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Chapter 16: The Distinction Between Grave and Light Matter

Question B: What are the current theories of fundamental option?

1. In recent years, some Catholic theologians have taken a position along the following lines. Even on our side, the relational bond of the Christian’s soul to God is not constituted by an ordinary act of free choice; a person in friendship with God is disposed toward him not simply by a particular act but in his or her whole being. This comprehensive orientation is a fundamental option, which is somehow different from and much deeper than any ordinary choice.3

2. From this the proponents of this view conclude that no ordinary choice of itself can reverse one’s fundamental option. Where sufficient reflection and full consent are lacking, a sin is imperfect even as a choice. In other cases, although the sin is perfect as a choice, the bad will which it involves might not be sufficient to reverse the whole thrust of one’s being.

3. Beyond this general framework, current fundamental-option theories take two different forms. One treats fundamental option as a basic commitment. Commitment is thought of either as an extraordinary choice or an aspect of many choices. This approach begins with a fact: Many people do make central commitments which organize their lives. From this fact proponents proceed to the conclusion that everyone must make a most fundamental commitment, for or against God (for, by explicit love of God or a commitment to live the moral life; or against, by an opposite love or commitment). The basic commitment is supposed to establish a predominant thrust or momentum, such that occasional acts incompatible with it usually cannot radically alter or reverse it.4 (This approach is expounded more fully in appendix 1.)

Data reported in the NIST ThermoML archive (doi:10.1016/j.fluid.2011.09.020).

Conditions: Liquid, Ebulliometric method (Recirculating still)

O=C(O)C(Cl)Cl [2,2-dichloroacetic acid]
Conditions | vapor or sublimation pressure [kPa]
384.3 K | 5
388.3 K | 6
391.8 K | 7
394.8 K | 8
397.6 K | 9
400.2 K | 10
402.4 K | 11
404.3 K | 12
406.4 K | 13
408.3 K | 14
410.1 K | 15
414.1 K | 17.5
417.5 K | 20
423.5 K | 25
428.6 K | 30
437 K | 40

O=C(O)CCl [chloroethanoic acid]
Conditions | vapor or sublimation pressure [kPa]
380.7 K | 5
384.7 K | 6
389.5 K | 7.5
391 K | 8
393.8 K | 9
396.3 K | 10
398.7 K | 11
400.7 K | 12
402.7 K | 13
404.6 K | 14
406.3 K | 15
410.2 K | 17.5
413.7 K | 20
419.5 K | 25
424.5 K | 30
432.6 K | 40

4. The second form regards fundamental option as something more mysterious than a basic commitment: a total self-disposal, attributed not to free choice but to another freedom, often called “fundamental freedom” or “basic freedom.” Most who take this approach overlook the existential dimension of free choice and attribute self-determination to fundamental option.5 Some do realize that freedom of choice and self-determination are linked together. But, supposing them nonidentical, they think one can freely choose in a way inconsistent with one’s fundamental option without altering that option.6

Joseph Fuchs, S.J., talks about a “basic” or “transcendental” freedom, contrasted with what he calls psychological freedom of choice: “Basic freedom, on the other hand, denotes a still more fundamental, deeper-rooted freedom, not immediately accessible to psychological investigation. This is the freedom that enables us not only to decide freely on particular acts and aims but also, by means of these, to determine ourselves totally as persons and not merely in any particular area of behaviour. It is clear that man’s freedom of choice and his basic freedom are not simply two different psychological freedoms. As a person, man is free. But this freedom can, of course, be considered under different aspects. A man can, in one and the same act, choose the object of his choice (freedom of choice) and by so doing determine himself as a person (basic freedom).”7